Tony Pulis remains without a victory as Sheffield Wednesday manager after a goalless draw against the side at which he has enjoyed the most success in his career, Stoke City.
He has never lost against his old team but he is also yet to win with his latest one after three matches, with a first clean sheet not enough to prevent a second successive draw after a tie at Swansea City three days earlier.
On the game
It was not an afternoon for free-flowing action at Hillsborough, with Wednesday doing going a good job of frustrating their opponents but doing little to trouble at the other end of the pitch, failing to register a single shot on target.
Pulis was quick to defend his side after the game, however, insisting he is largely satisfied with his first set of matches in charge while acknowledging the need for improvement.
“I’ve been in charge for three games and the players’ attitude has been absolutely first class,” he said. “The Preston game I don’t think we lose with 11 players on the pitch. The first half against Swansea we played well without creating too many chances. And then today we were solid against, lets be fair, a very good side.
“For sure there are areas that we need to address. But the more you stay in a game, the more chance you have.”
On his attack
Under his management, Wednesday have scored only one goal in three games, while stretching back into Garry Monk’s reign too it is a dire tally of two goals in eight.
Asked what the team were missing in the final third, Pulis said: “Confidence more than anything else. The disappointing thing is that in training they’re very good.
“They should have gleaned a lot of confidence from the Swansea game, they played some really good stuff. We had three or four of the players at Swansea who were prepared to get on the ball and just move the ball and play throughout the pitch, but Barry (Bannan) was the only one today who settled us down.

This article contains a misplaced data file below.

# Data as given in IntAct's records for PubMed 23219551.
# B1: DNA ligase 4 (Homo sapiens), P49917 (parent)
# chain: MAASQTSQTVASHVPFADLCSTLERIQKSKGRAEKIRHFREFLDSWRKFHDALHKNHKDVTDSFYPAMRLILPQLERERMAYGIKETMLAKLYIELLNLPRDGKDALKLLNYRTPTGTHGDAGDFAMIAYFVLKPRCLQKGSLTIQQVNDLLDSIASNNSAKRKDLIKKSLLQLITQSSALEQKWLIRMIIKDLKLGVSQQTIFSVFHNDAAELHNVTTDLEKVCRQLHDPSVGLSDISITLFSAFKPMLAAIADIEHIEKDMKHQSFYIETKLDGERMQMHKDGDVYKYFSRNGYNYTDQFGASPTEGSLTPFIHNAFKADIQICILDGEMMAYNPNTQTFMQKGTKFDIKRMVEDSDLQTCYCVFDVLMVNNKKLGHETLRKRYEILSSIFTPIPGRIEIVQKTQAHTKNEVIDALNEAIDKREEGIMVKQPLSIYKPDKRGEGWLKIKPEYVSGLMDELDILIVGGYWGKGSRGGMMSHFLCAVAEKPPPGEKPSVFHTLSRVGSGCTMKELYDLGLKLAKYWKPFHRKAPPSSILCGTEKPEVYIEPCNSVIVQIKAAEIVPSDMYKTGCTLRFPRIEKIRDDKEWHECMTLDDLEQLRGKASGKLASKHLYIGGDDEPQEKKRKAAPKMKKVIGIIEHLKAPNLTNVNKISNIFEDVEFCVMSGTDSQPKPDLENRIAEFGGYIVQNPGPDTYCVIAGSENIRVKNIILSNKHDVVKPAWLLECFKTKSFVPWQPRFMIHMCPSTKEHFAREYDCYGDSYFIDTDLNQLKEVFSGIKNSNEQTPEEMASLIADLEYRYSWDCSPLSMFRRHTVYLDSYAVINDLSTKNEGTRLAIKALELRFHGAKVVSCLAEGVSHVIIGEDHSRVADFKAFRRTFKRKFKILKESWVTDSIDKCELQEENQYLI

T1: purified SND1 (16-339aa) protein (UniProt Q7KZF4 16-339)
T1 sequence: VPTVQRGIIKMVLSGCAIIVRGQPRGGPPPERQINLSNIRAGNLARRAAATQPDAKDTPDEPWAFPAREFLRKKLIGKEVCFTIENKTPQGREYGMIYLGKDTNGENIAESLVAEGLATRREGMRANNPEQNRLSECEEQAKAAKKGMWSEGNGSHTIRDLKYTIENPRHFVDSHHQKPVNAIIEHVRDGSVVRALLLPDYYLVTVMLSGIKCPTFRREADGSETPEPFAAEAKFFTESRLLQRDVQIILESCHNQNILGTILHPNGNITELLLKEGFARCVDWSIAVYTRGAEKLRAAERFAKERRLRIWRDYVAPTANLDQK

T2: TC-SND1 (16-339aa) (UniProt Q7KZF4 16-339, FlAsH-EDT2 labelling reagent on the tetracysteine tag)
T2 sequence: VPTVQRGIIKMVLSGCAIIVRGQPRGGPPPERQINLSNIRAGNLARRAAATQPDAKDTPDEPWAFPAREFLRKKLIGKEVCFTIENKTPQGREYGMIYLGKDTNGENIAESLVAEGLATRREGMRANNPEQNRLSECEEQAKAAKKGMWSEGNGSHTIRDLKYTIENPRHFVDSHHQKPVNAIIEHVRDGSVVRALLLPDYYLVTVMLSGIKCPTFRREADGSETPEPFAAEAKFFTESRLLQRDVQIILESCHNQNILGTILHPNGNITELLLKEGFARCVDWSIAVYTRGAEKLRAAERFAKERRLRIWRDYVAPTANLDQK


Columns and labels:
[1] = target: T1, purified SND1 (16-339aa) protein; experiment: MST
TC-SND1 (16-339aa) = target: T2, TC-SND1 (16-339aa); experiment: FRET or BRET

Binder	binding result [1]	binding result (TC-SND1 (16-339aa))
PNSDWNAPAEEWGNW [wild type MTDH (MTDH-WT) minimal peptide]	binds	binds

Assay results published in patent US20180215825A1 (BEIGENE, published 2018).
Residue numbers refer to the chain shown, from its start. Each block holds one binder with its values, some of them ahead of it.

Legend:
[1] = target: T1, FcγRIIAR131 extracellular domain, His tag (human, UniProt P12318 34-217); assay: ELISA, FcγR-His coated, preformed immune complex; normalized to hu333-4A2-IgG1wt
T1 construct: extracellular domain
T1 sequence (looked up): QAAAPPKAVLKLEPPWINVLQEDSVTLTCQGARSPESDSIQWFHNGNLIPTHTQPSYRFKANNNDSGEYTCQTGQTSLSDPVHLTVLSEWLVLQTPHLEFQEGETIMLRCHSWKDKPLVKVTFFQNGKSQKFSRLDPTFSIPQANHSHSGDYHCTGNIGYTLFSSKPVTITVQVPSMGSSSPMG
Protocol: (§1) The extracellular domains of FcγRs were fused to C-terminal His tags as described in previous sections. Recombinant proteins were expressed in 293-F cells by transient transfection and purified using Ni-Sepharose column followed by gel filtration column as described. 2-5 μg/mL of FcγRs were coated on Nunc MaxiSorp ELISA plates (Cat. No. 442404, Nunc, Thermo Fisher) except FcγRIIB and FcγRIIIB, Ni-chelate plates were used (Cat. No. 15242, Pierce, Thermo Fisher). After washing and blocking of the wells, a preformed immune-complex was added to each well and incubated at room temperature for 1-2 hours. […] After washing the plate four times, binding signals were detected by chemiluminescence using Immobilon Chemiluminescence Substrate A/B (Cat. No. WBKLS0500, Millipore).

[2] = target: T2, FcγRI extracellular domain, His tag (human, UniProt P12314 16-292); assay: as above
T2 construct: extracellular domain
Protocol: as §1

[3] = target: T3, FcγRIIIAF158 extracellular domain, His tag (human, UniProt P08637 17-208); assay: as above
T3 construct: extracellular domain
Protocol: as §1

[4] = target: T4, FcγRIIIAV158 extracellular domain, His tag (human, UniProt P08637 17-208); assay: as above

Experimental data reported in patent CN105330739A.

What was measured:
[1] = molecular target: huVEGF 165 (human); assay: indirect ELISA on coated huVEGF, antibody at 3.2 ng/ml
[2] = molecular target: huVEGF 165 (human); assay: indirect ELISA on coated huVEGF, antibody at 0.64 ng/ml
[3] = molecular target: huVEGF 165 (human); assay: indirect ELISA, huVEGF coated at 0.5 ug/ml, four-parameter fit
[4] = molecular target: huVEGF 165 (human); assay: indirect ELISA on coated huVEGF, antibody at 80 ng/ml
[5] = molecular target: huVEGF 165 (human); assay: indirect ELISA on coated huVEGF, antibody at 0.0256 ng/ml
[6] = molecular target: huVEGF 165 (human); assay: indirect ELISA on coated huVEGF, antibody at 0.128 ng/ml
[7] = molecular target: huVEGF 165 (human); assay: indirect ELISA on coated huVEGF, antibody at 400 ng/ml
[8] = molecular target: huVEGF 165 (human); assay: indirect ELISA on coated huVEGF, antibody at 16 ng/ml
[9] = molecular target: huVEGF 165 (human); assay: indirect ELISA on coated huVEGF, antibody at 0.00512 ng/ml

“I don’t think either team created enough chances. We restricted them at our end but the problem the football club has got this season is at the other end of the pitch.”
On Kadeem Harris
One player who stood out more than most was Kadeem Harris, who made some dangerous runs on the right wing having been given more freedom further than the flank than under Monk’s tenure, when he featured predominantly as a wing-back.
“Kaz on the left-hand side looked our only threat really,” reflected Pulis. “We need more like him. We need more threat if we’re going to win football matches.
“Kadeem was a threat today and we need more threats in the final third and more quality in midfield.”
On Jordan Rhodes
It was a much less successful afternoon for striker Jordan Rhodes who, after cutting an isolated figure in a rare start at Swansea in midweek, was dropped to the bench against Stoke, came on at half-time and then was substituted back off again with five minutes left to play.
Pulis defended the decision, saying: “It was for the team. I thought they team would benefit from that change. You do it sometimes; it’s not the first time I’ve done it and it won’t be the last.
“If the game has spun around in a different way, it’s not about Jordan but the team. We all have egos and pride, and Jordan will be disappointed.”